One of Japan’s most ancient traditions is the relaxation method of bathing naked in an Onsen. Wait a minute, naked? Yep. Naked. Westerners and a lot of Asians are usually embarrassingly unfamiliar in this particular circumstance, including myself. A lot of tourists that go to Japan tend to overlook this tradition as something for locals to take part in and don’t mind finding something else to do, which is what I would have normally done.
I’m sure most if you have a few questions already so here are a few FAQs to clear some things up.
Do you really get naked?
Yes. When I asked the receptionist to double check she laughed and said ‘of course you do these are Japanese baths.
Are women and men seperated?
Yes. Men and women have their own seperated baths.
Is it clean?
Undoubtedly. The Japanese take great pride in cleanliness and Hygeine. It is squeaky.
Do you have to walk naked between baths?
No. You are given a robe or Kimono.
What’s the different between a Sento and an Onsen?
Sentos are more available because they are public baths, usually not quite as glamorous as Onsens that are specifically based on natural hot springs.
Is it expensive?
Yes and no. Obviously with everything to do with travel it is only expensive if you want it to be and what you can afford.
Where do I keep my stuff?
Onsens always have lockers to keep your valuables safe.
When is the best time to go?
All year! In the Spring cherry blossoms decorate the mountainsides. In summer you are in the warmth and sun with some rivers close to Onsens being havens for fireflies. In Autumn the leaves of the mountainside make for a wonderful view and in winter the balmy spring water will warm you to the bone whilst snow falls on your hair.
On the morning I went to the Onsen I had climbed a mountain in North Kyoto where bears forage in the forests going up the mountain. Ordinarily, this would be scary enough for anyone but my Dad since birth has ingrained a fear of bears into my psyche that i have yet to shake. However, on that morning I successfully climbed the mountain and (as you can probably tell) I did not get mauled to death. Yay! So, I was feeling confident to try out this Onsen. Feeling as if I had been given a second chance in life I entered the building and headed towards the reception.
Kurama Spa is located about 14km North of Kyoto, a 45 minute train ride away at the most. The first thing you notice when gazing out of the window is the abundance of deep cedar forests that line either side of the village. Walking to the spa you will appreciate the mountainous, fresh air and much sought after tranquility.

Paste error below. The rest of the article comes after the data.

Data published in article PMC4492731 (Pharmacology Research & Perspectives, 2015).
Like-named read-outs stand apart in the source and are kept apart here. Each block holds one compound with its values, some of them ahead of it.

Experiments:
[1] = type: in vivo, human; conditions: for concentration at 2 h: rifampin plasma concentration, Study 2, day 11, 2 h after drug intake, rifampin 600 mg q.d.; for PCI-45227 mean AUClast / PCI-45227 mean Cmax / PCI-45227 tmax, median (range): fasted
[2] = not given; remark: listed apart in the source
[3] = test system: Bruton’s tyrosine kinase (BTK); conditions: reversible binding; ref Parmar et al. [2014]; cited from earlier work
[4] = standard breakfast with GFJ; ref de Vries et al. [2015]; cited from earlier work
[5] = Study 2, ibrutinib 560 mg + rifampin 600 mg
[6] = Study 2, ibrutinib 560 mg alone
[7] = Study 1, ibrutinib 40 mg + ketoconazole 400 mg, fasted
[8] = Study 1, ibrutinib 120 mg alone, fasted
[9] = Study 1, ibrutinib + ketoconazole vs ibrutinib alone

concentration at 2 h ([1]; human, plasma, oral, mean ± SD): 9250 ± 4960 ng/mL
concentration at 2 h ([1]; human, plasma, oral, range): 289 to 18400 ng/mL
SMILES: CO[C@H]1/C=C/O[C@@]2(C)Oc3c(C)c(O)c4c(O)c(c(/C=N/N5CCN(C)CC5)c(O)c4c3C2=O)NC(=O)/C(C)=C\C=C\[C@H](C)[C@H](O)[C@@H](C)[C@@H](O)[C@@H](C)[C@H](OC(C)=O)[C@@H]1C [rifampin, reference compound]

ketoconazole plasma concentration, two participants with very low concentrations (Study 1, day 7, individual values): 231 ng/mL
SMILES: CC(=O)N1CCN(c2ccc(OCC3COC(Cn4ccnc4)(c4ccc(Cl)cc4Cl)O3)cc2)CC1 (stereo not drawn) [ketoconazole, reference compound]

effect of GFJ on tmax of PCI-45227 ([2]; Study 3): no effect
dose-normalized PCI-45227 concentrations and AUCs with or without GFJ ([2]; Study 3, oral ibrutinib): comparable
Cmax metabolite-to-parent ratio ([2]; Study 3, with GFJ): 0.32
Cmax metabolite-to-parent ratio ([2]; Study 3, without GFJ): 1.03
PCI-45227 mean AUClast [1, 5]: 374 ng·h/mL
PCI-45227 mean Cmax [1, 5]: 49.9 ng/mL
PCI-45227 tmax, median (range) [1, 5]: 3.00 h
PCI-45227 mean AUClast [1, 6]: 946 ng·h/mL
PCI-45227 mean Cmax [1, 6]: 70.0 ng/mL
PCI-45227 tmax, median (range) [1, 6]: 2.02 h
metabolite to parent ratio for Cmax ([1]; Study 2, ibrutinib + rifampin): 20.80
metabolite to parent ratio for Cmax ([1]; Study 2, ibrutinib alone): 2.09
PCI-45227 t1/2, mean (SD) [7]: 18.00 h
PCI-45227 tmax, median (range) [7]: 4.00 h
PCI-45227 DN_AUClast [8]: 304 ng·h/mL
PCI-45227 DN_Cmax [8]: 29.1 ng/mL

One of the reasons why we chose to visit Kurama village to climb Mount Kurama and visit the Onsen Ryokan is due to the health benefits on offer for doing so. Kuramas natural sulfur springs are known nationally as a healthy and detoxifying way to relax. The Kyoto City Health and Hygeine Research Center has certified that the sulfur in the hot springs water contains natural minerals which are effective in alleviating a variety of different ailments including; high blood pressure, rheumatism, nerve problems, diabetes and back pains.
We chose the expensive option out of the two to maximise our relaxing state. We paid ¥2500 (£18) for a rental bath and hand towels, cotton kimonos, access to outside baths, inside baths, sauna, jacuzzi and the relaxation room. Me and Georgia went our seperate ways and off we went to let everything hang loose. But before we dipped our feet in the tubs there is a social etiquette of how to enjoy the Japanese baths without causing offence to anyone or breaking tradition.
1. Firstly, get stark naked.
1. Secondly, wash yourself lightly outside of the baths. You usually are able to sit on a little plastic seat and wash.
2. Use soap when you are outside of the baths only, this will cause problems if you do.
3. When you’re all nice and soapy wash off the soup by pouring hot water over your shoulders.
4. Enter the bath up to your chin and feel the sulfuric hot springs water working its magic with every single nerve and muscle in your body.
Some other key points to note; Japanese baths involvement in nudity means males and females are seperated. We didn’t really think of this before going in as when we entered we had no one to talk to so we just sat by ourselves! If you are able to go in groups within the same sex it might be more social. Also, never take photographs in an Onsen. Obviously people are naked and remember this is not just for adults, children as young as 2 go to Onsens so getting a camera out will be met with people looking at you strangely. The most important advice I can give you though is to rehydrate every time you switch between baths or if you go from a sauna to a bath as you sweat ALOT and occasionally I felt quite dizzy until I bought a couple of drinks.
Today has been a day where I have conquered 2 fears; bears and being naked in public. Within 3 hours of never getting naked in public to leaving the Onsen I had seen an army of old mans genitalia. I had walked naked freely around strangers and I had curbed an irrational fear of mine. A great feeling!
That’s it guys, tomorrow me and Georgia are having a lie in after waking at 4:45am to climb the mountain this morning and will be heading into central Kyoto to explore castles, manga and more!